I posted this in July, last year, but there have been some changes, so I thought I would post it again since it's that time again when produce is at its very best.
I must have been Italian in another lifetime. How else can one explain my daily trips to the grocery store or my obsession with making things like fresh ricotta ; )
If you're like me, summer is just the best time for food - farmer's markets abound, and fresh food is the order of the day.
With local farmer's markets, you never know what you'll be able to get on the day you visit, but I was lucky to find that one of my favorite vendors had eggplant, zucchini, peppers and some of the best looking heirloom tomatoes you've ever seen.
Here's some of the produce from The Specialty Farmer (Waxhaw, NC)
To make simple roasted vegetables, preheat the oven to between 400 and 425 degrees F. Line 1 or 2 rimmed cookie sheets with heavy-duty foil, and then lay on a sheet of non-stick foil. Using the non-stick foil allows you to roast the vegetables with a minimum of oil.
Pare and cut vegetables to the size you desire (quicker cooking vegetables should be cut larger and longer cooking smaller so that everything will be done at the same time). I usually cut my veggies about 1/8-inch thick and 3/4-inch in diameter, but any size is fine, so long as you keep an eye out, so that the veggies don't overbrown or burn. For each pound of vegetables, use 1 to 1-1/2 tablespoons fruity olive oil. Toss in a tablespoon of balsamic vinegar (I like one of the specialty balsamics, especially chocolate balsamic- that I get at Olive This, near Trader Joe's in Piper Glen, Charlotte) and a little mustard, if desired. Lightly sprinkle with salt and some chopped herbs of your choice. Make sure the veggies are all in one layer and not overlapping. Cook for 20-30 minutes, turning halfway through, until the veggies are brown, but not dry.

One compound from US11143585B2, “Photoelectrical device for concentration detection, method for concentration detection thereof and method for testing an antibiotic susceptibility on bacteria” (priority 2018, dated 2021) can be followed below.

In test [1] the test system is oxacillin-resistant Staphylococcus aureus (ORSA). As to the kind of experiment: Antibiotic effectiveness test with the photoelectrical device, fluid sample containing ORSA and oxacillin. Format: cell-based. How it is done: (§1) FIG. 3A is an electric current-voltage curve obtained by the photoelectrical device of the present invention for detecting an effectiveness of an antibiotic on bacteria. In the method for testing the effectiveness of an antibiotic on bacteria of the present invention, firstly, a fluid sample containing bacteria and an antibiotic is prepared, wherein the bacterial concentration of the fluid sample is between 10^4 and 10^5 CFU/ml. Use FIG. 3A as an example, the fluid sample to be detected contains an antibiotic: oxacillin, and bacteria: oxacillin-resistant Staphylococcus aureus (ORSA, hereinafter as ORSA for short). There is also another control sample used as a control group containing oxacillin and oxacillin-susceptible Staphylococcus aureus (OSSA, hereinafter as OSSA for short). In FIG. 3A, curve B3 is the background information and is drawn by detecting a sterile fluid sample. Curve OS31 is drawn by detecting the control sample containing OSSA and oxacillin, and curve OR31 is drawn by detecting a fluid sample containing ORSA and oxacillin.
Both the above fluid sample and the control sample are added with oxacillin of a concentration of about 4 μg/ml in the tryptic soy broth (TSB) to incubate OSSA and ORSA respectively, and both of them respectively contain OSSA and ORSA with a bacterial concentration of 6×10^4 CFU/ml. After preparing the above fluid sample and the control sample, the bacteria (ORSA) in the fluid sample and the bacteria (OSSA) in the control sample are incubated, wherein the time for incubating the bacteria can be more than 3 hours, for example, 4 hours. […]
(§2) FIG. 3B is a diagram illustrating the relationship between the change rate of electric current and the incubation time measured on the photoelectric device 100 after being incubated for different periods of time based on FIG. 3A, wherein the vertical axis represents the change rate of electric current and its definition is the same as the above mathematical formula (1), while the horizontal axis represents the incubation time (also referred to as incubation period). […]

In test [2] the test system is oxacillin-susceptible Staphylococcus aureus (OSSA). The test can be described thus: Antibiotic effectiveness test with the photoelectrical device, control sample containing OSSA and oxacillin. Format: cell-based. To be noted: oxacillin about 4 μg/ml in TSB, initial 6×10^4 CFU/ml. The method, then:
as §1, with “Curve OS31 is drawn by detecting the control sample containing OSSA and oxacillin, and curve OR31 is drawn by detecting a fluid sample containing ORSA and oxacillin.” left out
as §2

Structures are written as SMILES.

I roasted one of those large round eggplants that you see in the picture (sliced as described), and it was just the most perfect vegetable - creamy and sweet, not like so many store-bought eggplants that are bitter.
The Specialty Farmer also carries the most magnificent "yellow" zucchini. They taste great roasted but are so sweet and the texture so nice that we actually love to eat them raw, diced and put into salads.
Roasted vegetables are wonderful as an accompaniment to any grilled meats, in pasta or on crostini, as in the opening picture. On the crostini pictured, the lower left one has homemade herbed ricotta, roasted eggplant and an oven-dried tomato. The upper left has the herbed ricotta, diced fresh heirloom tomatoes, and mozzarella. The upper right has ricotta, roasted tomatoes, parmesan and fresh basil, and the lower right has roasted yellow zucchini, roasted mushrooms and the oven roasted tomatoes. There's no limit to the combinations you can do on the crostini. I served them last week with the ricotta, roasted veggies, fresh heirloom tomatoes and a drizzle of chocolate balsamic vinegar. Oh my!! More on vinegar later.